Bloodthirsty Movie Review: More Blood, Please
Anyone who has read literally anything I’ve ever written probably thinks they could guess my reaction to Bloodthirsty. A horror movie that’s set at an icy, isolated locale AND it’s about a lady werewolf? Seems like Salome bait, to be honest, you’re saying. Well, it is bait, ’cause I fell for it, but let’s talk about that in my Bloodthirsty movie review.
Blood Thirst Trap: A Plot Summary
image via 775 Media Corp and Voice Pictures
Gray (Lauren Beatty) is an indie pop star, who’s trying desperately to avoid the sophomore slump. That’s how and why she ends up holing up with producer Vaughn (Greg Bryk) at his remote home. Not only is Vaughn esteemed, but he’s also notorious. It’s a story that’s semi-reminiscent of Phil Spector: the super-producer’s last protege died in a shooting. Vaughn was there, but the circumstances were apparently just fuzzy enough that he escaped charge. Unsurprisingly, knowing this does not make Grey’s girlfriend Charlie (Katherine King So) feel better about their trip.
It doesn’t help, of course, that Charlie sees Grey’s personality changing, the longer they stay at Vaughn’s. At first, she seems only to have found inspiration for her music, as well as a growing confidence. But why is Grey changing? And does it have anything to do with the strange dreams and visions she keeps having?
Bloodthirsty Movie Review: This Is Largely a Character Study
Although so far it’s had its world premiere only a couple of days ago at Fantastic Fest, where I saw it, Bloodthirsty has garnered several positive reviews. Unfortunately, this isn’t going to be another one. Overall, this movie just didn’t work for me and there are a few reasons why. For example, the positive reviews praised the film as atmospheric. While that’s certainly a word I could use to describe it, instead I thought it was a little too ephemeral. The stakes never seem that serious, for instance, and similarly, the movie and its characters seem hesitant to commit.
At its heart, lycanthropy is about desire, both the fear of it going unchecked and the urge to indulge it. Female lycanthropy is the same but turned up to eleven. A sexually aggressive lady person?! Heaven forfend. The movie treats this only superficially, though. Because what exactly are Grey’s desires? A hit album? I guess. Ostensibly this is a character study, but I feel as if the movie barely scratched their surfaces.
For example, Vaughn encourages Grey to ditch her anti-psychotic medication, to drink absinthe, and ultimately, to be her authentic self. But he never feels that menacing or even that firm, making his working relationship with Grey lack the tension it needs. (On that note, the lack of chemistry is also true of her relationship with Charlie, who’s so paper-thin she might as well not even be there. But she had to be, so she can be a plot point.) In addition, when they talk to each other, the dialogue is tedious, stilted, and feels overly constructed.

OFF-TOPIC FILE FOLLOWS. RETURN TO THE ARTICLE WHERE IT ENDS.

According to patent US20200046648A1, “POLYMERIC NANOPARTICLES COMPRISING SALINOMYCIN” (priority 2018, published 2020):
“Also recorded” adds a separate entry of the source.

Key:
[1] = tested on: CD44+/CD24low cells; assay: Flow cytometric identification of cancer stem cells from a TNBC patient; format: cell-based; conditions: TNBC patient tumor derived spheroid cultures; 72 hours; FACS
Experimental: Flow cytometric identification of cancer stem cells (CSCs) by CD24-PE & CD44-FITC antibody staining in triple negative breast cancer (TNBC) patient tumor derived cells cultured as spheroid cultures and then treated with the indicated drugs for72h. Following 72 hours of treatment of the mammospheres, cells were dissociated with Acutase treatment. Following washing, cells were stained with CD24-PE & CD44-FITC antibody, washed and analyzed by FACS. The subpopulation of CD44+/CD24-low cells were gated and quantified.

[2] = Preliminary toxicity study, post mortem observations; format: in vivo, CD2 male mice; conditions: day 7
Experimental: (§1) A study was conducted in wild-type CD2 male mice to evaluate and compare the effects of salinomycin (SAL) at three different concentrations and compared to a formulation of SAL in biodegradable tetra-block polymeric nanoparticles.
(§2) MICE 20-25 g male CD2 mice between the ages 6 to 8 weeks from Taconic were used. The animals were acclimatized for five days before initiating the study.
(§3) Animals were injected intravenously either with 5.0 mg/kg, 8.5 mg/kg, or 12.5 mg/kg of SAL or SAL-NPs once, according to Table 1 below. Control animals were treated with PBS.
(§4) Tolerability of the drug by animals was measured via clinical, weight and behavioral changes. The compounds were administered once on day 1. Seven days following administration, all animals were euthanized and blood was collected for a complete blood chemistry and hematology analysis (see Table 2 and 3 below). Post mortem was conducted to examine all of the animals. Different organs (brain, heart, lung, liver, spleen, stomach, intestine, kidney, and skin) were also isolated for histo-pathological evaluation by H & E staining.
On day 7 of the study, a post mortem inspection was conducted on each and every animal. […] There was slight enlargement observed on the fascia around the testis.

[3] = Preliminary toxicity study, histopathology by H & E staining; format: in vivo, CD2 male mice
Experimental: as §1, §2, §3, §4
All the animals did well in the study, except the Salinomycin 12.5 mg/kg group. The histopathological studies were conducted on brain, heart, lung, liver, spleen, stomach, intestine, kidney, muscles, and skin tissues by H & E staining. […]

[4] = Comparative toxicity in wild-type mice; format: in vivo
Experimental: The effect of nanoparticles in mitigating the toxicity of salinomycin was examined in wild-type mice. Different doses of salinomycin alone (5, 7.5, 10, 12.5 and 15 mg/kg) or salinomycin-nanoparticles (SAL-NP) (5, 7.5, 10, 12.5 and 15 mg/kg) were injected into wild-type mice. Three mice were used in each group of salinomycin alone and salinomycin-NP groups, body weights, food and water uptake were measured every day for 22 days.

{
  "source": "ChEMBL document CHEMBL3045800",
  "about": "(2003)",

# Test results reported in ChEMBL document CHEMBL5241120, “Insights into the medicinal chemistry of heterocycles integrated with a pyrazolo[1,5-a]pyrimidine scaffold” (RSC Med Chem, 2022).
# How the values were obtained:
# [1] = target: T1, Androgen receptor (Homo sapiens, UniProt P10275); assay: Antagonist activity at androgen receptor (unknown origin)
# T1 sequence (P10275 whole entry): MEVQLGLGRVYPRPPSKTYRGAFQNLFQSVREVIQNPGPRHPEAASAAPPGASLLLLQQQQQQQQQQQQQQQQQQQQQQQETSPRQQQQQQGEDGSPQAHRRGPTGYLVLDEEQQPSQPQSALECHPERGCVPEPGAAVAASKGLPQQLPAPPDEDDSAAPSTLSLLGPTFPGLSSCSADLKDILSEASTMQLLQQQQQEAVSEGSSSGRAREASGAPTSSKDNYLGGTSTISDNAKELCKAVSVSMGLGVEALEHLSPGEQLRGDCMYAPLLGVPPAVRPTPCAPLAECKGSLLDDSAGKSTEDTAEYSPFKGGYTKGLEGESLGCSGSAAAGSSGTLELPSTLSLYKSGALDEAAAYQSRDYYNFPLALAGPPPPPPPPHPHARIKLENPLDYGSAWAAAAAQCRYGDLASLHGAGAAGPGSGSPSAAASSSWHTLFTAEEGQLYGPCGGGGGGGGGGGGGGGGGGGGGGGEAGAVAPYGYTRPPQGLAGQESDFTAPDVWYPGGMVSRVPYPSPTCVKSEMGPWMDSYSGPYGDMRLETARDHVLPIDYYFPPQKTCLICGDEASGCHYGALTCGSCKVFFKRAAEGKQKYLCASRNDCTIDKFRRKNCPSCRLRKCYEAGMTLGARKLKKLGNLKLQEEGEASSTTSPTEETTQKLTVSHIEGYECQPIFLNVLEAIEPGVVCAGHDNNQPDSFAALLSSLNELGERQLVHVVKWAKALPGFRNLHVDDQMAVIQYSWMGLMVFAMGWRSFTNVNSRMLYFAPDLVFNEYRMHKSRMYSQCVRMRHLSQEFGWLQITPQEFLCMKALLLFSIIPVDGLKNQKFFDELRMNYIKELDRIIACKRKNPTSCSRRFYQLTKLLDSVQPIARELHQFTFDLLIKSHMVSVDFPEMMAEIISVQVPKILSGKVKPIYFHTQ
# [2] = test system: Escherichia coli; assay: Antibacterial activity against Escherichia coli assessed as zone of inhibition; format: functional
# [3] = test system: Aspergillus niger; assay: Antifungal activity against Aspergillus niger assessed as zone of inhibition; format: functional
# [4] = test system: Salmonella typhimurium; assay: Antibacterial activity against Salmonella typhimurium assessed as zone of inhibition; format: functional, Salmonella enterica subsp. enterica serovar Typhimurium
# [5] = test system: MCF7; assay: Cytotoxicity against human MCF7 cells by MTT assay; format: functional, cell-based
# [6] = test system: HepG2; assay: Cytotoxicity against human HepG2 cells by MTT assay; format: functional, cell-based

Further, once Grey’s evolution begins, the movie punts. Her authentic self gingerly sips blood from a refrigerated package of steak. She kills some animals. REMEMBER, SHE WAS A VEGAN, the movie announces in neon. This is supposedly a dramatic departure.
And It’s Not Really a Horror Movie
image via 775 Media Corp and Voice Pictures
It’s only after an hour and change of repeated pop songs and dull conversation that we finally see her lycanthropic transformation. Again, the movie fumbles. It’s not that it’s a terrible transformation–I’ve seen worse. However, if you’re going to make your audience wait over an hour to see some werewolf stuff, then you have to nail it. Sadly, though, it’s just not there.
And maybe that’s the point? After all, those same reviews that have heaped praise upon the film haven’t mentioned one thing. None of them describe it as a particularly scary movie, probably because it’s not scary. It’s not even that disturbing, outside of the poor animals’ scenes. It’s just not a horror movie; at least, not one made for horror fans.
To put it another way, I’m an avid reader of mystery/thrillers. Sometimes, though, I’ll pick up a book that the publisher has categorized as mystery/thriller. When I read it, however, I see that it’s actually a thinly disguised family drama with a minor mystery element. Suffice it to say, that’s disappointing. And that’s the same sensation I had with this film.
Some folks, though, have drawn a comparison between this movie and Ginger Snaps, another Canadian lady werewolf movie. I thought the latter was also very okay, so if you liked or loved it, then you might like or love this one. I, on the other paw, am still searching.
Tell us what you think, either in these comments or on social media. Awoo.
featured image via 775 Media Corp and Voice Pictures
Salomé Gonstad is a freelance writer who grew up in the swampy wilds of south Alabama. When she's not yelling about pop culture on the internet, she's working on a supernatural thriller about her hometown. Also, we're pretty sure she's a werewolf. Email her at email@example.com.